The definition of a document has evolved over the past 50 years to include digital media files, but perhaps it has changed most significantly over the last 10 years, with the advent of Web 2.0, where the separation of form from digital content spearheaded the creation of a myriad new resources. Additionally, the emergence of e-science resulted in new documents in the form of digital datasets, and most recently we are working with the move towards digital scholarship, recording not just data/metadata, but also process and methods, across all disciplines, not just in STEM subjects.

Accompanying this change has been a shift in the scope of LIS, to accommodate not only the handling of a more diverse spectrum of documents, but also to embrace an increasing emphasis on analysis, interpretation and explanation of document contents. Increasingly, LIS practitioners offer support to researchers in curation, understanding and interpretation of research data sets, often across disciplines. This may be seen as an extension of their longstanding role as champions of information literacy, potentially with echoes of support for evidence based medicine, and embedded librarianship. On the flip side, researchers too, are becoming more aware of the importance of LIS skills and techniques to record and facilitate their work, so that the boundary between subject specialist and LIS expert becomes less distinct. Consider bioinformatics, chemoinformatics and social informatics.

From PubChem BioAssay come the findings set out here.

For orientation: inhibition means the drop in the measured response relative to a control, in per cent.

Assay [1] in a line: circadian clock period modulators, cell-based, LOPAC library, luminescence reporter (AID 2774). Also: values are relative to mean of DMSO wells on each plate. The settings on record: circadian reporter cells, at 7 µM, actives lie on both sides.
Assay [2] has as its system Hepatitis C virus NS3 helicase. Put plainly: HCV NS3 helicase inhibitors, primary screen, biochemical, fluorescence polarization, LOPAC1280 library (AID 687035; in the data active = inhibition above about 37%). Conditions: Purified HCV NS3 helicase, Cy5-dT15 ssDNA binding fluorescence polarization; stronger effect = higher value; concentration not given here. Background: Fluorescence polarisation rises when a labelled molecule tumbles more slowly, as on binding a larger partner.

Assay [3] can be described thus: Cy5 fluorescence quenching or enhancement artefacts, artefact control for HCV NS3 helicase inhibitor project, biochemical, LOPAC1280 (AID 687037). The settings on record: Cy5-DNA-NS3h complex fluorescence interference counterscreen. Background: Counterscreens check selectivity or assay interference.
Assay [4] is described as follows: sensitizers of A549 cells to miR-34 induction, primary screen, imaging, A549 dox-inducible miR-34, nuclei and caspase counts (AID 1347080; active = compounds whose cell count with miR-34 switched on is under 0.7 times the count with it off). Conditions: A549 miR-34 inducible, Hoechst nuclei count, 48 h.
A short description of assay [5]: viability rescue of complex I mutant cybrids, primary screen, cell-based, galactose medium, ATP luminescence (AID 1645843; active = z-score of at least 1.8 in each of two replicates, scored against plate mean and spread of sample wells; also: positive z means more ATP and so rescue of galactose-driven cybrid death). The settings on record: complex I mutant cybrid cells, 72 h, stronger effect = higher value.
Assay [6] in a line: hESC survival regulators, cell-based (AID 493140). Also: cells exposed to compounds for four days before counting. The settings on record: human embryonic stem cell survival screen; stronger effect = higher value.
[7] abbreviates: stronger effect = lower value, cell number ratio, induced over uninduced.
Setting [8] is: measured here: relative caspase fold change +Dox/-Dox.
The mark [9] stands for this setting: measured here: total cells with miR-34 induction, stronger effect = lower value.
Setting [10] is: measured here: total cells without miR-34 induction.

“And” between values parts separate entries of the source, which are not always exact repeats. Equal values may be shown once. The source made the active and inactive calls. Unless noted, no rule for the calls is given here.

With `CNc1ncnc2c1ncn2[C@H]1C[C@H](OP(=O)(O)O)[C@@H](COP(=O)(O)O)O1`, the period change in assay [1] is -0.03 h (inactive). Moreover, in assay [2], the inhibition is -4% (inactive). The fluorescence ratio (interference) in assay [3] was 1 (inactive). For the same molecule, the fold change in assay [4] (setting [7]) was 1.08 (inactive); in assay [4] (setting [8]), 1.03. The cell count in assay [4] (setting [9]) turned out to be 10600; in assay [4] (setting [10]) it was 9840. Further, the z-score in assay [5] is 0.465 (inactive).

Indeed, LIS practitioners are themselves increasingly the creators of new documents, for example, in digitizing and disseminating local holdings. Driven by the digital, there is a need for all of us to be information literate in the 21st century.